Double Language Analysis
Recent shark attacks in Western Australia has raised controversy about how to solve the issue. “Stem the carnage” is a letter to the editor written by Sam Forsythe appeared on the 18th April 2007, Forsythe argues that the only solution is to kill the man-eating monsters with a genuinely concerned tone. In response to “stem the carnage”, James Whitt wrote a letter, in a somewhat condescending tone, contending that killing the sharks is a ridiculous suggestion to the issue.
Forsythe attempts to magnify the size of the issue by suggesting that the only solution to solving the number of attacks is to kill a number of sharks reducing the species population. He uses statistics of “seven attacks in the last 4 years” to encourage the reader’s support. This positions the reader to view the writer’s argument as more convincing because it appears to be objective and reliable.
The writes also identifies the fact that Australia’s tourism industry may fall due to unsafe waters. Forsythe is appealing to Australia’s long traditions of safe waters and mentions that Australia’s tourism industry is “heavily dependent on it”. This encourages readers to resist change , and to feel that the links with the past should be retained.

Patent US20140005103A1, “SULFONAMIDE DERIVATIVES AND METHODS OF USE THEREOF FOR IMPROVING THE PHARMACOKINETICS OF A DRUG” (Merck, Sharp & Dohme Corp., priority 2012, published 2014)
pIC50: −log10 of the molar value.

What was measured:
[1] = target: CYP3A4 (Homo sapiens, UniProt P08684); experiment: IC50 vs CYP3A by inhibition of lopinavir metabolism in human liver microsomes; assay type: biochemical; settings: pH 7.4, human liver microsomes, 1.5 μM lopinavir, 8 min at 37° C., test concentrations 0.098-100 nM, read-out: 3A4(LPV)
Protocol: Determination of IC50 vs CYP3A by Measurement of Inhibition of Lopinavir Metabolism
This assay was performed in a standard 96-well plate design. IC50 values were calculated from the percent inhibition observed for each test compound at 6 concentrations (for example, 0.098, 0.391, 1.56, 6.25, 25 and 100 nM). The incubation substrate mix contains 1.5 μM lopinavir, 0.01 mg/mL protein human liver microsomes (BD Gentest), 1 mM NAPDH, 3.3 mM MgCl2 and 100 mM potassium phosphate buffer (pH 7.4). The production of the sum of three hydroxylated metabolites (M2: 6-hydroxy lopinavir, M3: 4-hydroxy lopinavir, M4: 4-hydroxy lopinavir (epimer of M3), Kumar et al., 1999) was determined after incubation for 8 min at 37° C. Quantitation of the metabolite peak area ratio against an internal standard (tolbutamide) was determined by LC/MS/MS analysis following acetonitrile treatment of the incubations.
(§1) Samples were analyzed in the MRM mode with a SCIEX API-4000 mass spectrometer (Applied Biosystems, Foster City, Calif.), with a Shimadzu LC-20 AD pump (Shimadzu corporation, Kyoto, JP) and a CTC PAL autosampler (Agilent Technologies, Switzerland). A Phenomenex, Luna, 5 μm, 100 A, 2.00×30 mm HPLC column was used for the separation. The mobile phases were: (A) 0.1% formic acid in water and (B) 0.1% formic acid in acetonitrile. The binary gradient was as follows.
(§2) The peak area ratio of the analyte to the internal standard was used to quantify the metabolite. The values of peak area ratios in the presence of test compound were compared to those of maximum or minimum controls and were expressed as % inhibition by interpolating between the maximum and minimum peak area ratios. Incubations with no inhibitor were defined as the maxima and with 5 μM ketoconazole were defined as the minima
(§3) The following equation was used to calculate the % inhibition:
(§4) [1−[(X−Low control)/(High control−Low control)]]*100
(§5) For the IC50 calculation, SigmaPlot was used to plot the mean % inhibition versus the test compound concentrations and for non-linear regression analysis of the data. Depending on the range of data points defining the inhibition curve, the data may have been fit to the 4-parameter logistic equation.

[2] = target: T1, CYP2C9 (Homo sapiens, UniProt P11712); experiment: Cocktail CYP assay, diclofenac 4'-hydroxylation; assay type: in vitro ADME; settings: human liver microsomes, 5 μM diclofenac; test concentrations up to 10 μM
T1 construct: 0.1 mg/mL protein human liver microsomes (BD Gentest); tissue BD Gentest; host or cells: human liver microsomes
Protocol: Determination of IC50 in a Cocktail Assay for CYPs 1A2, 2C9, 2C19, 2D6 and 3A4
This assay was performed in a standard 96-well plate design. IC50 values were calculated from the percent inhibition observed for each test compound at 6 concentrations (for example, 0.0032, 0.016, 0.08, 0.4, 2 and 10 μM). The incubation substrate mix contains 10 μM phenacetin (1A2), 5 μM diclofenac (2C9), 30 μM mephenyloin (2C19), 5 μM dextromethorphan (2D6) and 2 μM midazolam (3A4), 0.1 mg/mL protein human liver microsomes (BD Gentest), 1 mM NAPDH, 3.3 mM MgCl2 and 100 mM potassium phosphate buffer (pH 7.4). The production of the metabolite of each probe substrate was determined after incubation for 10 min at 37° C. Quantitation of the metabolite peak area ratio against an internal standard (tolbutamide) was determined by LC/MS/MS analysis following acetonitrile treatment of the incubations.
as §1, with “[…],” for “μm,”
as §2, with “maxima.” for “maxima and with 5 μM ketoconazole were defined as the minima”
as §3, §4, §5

Furthermore, Forsythe seeks to evoke the reader’s sense of fear and insecurity by saying that not culling the sharks could “endanger a whole way of life”. This pressures readers to feel that solutions are needed urgently and should agree with the proposals. It also persuades the reader to believe that the writes has their best interests at heart by wanting to protect them.
Conversely, “love thy neighbour,” contends that sharks should not be killed simply for human convenience.
Whitt argues attacks Forsythe’s contention urging that it is wrong and appalling to kill one of the “planet’s most glorious marine species” just for human fear. Forsythe reasons that killing a few sharks will not achieve...
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